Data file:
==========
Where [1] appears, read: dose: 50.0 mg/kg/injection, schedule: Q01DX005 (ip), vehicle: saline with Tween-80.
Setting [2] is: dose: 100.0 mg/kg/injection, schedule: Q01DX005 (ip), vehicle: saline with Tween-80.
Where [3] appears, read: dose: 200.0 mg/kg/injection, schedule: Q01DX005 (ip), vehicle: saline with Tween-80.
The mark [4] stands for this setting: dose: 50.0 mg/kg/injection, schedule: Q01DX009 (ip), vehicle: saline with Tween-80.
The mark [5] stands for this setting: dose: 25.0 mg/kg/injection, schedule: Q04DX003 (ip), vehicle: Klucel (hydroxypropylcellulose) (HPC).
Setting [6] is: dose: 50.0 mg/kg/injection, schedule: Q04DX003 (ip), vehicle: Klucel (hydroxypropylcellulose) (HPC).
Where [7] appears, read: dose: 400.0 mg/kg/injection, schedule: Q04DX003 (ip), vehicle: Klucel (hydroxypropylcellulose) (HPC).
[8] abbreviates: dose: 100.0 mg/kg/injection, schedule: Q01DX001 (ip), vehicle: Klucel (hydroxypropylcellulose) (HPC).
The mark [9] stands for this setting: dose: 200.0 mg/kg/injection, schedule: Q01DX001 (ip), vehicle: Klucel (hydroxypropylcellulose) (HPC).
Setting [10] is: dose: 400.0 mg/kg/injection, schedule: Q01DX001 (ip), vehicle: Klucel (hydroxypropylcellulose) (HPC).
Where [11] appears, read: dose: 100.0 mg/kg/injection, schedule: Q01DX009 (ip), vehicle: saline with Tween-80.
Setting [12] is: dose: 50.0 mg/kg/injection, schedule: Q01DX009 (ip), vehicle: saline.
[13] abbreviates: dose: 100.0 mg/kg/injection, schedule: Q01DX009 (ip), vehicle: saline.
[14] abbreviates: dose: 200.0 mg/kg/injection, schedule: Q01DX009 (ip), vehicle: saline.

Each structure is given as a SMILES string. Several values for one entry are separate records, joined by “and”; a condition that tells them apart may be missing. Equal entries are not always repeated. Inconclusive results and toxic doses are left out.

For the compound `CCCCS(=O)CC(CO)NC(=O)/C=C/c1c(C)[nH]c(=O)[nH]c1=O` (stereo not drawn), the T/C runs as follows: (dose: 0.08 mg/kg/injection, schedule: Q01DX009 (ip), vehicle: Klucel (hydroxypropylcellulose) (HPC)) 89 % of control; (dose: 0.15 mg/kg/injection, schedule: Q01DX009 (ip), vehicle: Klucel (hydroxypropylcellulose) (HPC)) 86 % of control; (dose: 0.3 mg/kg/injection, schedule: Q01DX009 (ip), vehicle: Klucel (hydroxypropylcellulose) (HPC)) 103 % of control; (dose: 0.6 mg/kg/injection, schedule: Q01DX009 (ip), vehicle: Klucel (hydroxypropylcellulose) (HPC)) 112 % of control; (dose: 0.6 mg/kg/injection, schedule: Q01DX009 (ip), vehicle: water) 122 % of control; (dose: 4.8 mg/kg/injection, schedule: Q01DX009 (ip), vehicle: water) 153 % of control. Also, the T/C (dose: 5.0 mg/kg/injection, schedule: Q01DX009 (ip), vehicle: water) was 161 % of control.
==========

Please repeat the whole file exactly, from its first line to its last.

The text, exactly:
Where [1] appears, read: dose: 50.0 mg/kg/injection, schedule: Q01DX005 (ip), vehicle: saline with Tween-80.
Setting [2] is: dose: 100.0 mg/kg/injection, schedule: Q01DX005 (ip), vehicle: saline with Tween-80.
Where [3] appears, read: dose: 200.0 mg/kg/injection, schedule: Q01DX005 (ip), vehicle: saline with Tween-80.
The mark [4] stands for this setting: dose: 50.0 mg/kg/injection, schedule: Q01DX009 (ip), vehicle: saline with Tween-80.
The mark [5] stands for this setting: dose: 25.0 mg/kg/injection, schedule: Q04DX003 (ip), vehicle: Klucel (hydroxypropylcellulose) (HPC).
Setting [6] is: dose: 50.0 mg/kg/injection, schedule: Q04DX003 (ip), vehicle: Klucel (hydroxypropylcellulose) (HPC).
Where [7] appears, read: dose: 400.0 mg/kg/injection, schedule: Q04DX003 (ip), vehicle: Klucel (hydroxypropylcellulose) (HPC).
[8] abbreviates: dose: 100.0 mg/kg/injection, schedule: Q01DX001 (ip), vehicle: Klucel (hydroxypropylcellulose) (HPC).
The mark [9] stands for this setting: dose: 200.0 mg/kg/injection, schedule: Q01DX001 (ip), vehicle: Klucel (hydroxypropylcellulose) (HPC).
Setting [10] is: dose: 400.0 mg/kg/injection, schedule: Q01DX001 (ip), vehicle: Klucel (hydroxypropylcellulose) (HPC).
Where [11] appears, read: dose: 100.0 mg/kg/injection, schedule: Q01DX009 (ip), vehicle: saline with Tween-80.
Setting [12] is: dose: 50.0 mg/kg/injection, schedule: Q01DX009 (ip), vehicle: saline.
[13] abbreviates: dose: 100.0 mg/kg/injection, schedule: Q01DX009 (ip), vehicle: saline.
[14] abbreviates: dose: 200.0 mg/kg/injection, schedule: Q01DX009 (ip), vehicle: saline.

Each structure is given as a SMILES string. Several values for one entry are separate records, joined by “and”; a condition that tells them apart may be missing. Equal entries are not always repeated. Inconclusive results and toxic doses are left out.

For the compound `CCCCS(=O)CC(CO)NC(=O)/C=C/c1c(C)[nH]c(=O)[nH]c1=O` (stereo not drawn), the T/C runs as follows: (dose: 0.08 mg/kg/injection, schedule: Q01DX009 (ip), vehicle: Klucel (hydroxypropylcellulose) (HPC)) 89 % of control; (dose: 0.15 mg/kg/injection, schedule: Q01DX009 (ip), vehicle: Klucel (hydroxypropylcellulose) (HPC)) 86 % of control; (dose: 0.3 mg/kg/injection, schedule: Q01DX009 (ip), vehicle: Klucel (hydroxypropylcellulose) (HPC)) 103 % of control; (dose: 0.6 mg/kg/injection, schedule: Q01DX009 (ip), vehicle: Klucel (hydroxypropylcellulose) (HPC)) 112 % of control; (dose: 0.6 mg/kg/injection, schedule: Q01DX009 (ip), vehicle: water) 122 % of control; (dose: 4.8 mg/kg/injection, schedule: Q01DX009 (ip), vehicle: water) 153 % of control. Also, the T/C (dose: 5.0 mg/kg/injection, schedule: Q01DX009 (ip), vehicle: water) was 161 % of control.